#WriterSpotlight-Sometimes getting the finished product out is almost always torture

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” You should always say what you want to say, not what you mean to say or what they expect you to say.”

Welcome to another #WriterSpotlight feature. Wilfred is one honest and down to earth writer, you will love his interview with us.

Hello, please introduce yourself.

My name is Wilfred Okiche. I am a medical doctor by day and a writer by night. Scratch that, I also write during the days and practice medicine at nights too I’ll have to look for a sexier way of expressing myself.

Why did you choose to write or what led you to writing?

I have always been a reader and writing naturally came after but if you mean professionally then the answer would be failure. I was in 5th year medical school and was repeating this course. I had some months to prepare for this exam again and I suddenly realized I had a lot of time on my hands. I spoke to a friend who spoke to a friend and hence my internship at a media house (RED media) began. Everything else followed. Before that it was the usual (unbearably cheesy) Facebook notes and stuff.

What is your most challenging moment as a writer?

Sitting down to do the damn writing. Sometimes I can see the finished product in my head but getting it out is almost always torture.

Can you share any lesson you have learnt from writing?

You should always say what you want to say, not what you mean to say or what they expect you to say. I also learnt that writing pays crap, especially at entry level.

Can you tell us your most rewarding moment as a writer?

I don’t know that I have any particular moment but getting feedback by people who get it is always pleasing. Getting paid well too helps.

If you didn’t become a writer what else would you have done?

I’ll be in some teaching hospital toiling away at a residency programme.

Have you ever been rejected as a writer and how did you handle it?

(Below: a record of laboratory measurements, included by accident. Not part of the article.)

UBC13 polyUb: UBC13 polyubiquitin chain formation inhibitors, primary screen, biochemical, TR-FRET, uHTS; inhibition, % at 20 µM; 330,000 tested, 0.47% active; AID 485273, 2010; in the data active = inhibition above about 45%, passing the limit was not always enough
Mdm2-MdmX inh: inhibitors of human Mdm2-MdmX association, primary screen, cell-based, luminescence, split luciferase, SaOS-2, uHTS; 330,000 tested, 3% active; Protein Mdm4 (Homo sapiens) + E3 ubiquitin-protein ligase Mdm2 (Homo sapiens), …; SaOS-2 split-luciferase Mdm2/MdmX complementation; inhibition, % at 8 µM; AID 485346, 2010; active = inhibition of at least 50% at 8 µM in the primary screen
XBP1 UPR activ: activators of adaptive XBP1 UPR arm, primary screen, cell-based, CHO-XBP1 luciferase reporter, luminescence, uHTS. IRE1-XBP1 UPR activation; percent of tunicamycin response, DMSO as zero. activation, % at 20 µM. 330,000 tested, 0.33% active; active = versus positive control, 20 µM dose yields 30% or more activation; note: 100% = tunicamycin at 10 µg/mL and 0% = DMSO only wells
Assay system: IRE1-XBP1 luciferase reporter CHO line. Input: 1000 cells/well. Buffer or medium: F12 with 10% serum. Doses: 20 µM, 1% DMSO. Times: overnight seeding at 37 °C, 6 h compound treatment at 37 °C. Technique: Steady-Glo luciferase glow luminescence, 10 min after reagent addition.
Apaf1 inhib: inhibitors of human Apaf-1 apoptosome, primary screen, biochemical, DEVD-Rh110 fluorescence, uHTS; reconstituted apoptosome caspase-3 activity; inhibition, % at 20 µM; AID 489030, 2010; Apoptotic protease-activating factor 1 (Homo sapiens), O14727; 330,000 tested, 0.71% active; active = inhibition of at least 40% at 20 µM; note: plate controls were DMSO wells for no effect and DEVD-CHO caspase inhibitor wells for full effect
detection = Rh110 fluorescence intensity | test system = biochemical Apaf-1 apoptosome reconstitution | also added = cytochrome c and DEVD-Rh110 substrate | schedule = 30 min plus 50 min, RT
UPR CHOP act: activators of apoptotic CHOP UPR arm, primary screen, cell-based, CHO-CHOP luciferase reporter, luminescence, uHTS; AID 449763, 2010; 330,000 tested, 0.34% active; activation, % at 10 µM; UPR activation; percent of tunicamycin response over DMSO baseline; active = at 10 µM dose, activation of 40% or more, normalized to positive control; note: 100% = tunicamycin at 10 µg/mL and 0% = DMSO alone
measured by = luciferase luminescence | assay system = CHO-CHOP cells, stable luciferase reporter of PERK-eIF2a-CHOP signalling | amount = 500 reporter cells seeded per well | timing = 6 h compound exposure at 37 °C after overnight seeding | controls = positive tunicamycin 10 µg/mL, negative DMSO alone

Yes. I dismiss them as idiots and convince myself how awesome I am. Then I come down to earth, take the comments seriously and start to correct what I need to correct.

Will you ever retire from writing?

I suppose. Maybe not. Who truly knows these things?

What do you do in your leisure time?

I barely have any but I try to catch up on movies and TV series. There is so much to see and I fear that I will die before seeing all the films/TV I want to see. I also read books and magazines. Not as much as before but I try.

What would you pick;

Continental Food or African Delicacy? African

R&B or Hip/hop? R&B

Fiction or poetry? Fiction of course. Eewww! at poetry

Fashion or music? Music

Do you have a writing mentor?If yes why?

I guess it would have to be my boss, Mr Chude Jideonwo. He directed me towards the kind of writing I currently put out and pointed me towards the material I should be reading. I still read everything he publishes and I don’t think I have met a finer editor of my work. I will also read anything A.O Scott of the New York Times writes and every page of Vanity Fair

Your best article or story so far?

This is where I say I love all my stories and cannot choose but I recall a long read I did about a year ago on the Half of a Yellow Sun movie and I always come back to it for some reason.

Any last words for upcoming writers?

Keep reading, keep writing. One day it will all make sense.

 

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